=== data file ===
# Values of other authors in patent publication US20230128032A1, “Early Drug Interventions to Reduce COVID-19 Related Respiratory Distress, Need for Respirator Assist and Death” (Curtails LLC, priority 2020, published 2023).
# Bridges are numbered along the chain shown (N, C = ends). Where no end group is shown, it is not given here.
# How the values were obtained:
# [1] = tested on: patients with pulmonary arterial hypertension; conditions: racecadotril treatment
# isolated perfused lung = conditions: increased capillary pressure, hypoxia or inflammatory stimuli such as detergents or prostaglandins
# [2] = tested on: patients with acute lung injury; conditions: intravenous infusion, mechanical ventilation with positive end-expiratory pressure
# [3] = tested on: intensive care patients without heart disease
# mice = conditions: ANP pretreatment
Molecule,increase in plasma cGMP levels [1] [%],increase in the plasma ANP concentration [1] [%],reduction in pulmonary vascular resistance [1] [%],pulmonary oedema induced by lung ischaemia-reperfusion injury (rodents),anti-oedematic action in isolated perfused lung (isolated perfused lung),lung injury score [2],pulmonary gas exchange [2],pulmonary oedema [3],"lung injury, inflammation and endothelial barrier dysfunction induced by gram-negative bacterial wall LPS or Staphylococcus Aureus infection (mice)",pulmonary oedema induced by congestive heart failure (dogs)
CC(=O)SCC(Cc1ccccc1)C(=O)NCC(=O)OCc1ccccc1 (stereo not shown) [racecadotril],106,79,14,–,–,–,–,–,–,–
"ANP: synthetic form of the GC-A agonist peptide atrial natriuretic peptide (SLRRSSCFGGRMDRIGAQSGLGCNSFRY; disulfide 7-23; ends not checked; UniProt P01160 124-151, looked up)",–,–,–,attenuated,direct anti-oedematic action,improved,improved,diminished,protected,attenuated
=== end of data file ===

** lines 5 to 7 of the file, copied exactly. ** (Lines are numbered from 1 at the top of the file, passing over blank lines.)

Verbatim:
# isolated perfused lung = conditions: increased capillary pressure, hypoxia or inflammatory stimuli such as detergents or prostaglandins
# [2] = tested on: patients with acute lung injury; conditions: intravenous infusion, mechanical ventilation with positive end-expiratory pressure
# [3] = tested on: intensive care patients without heart disease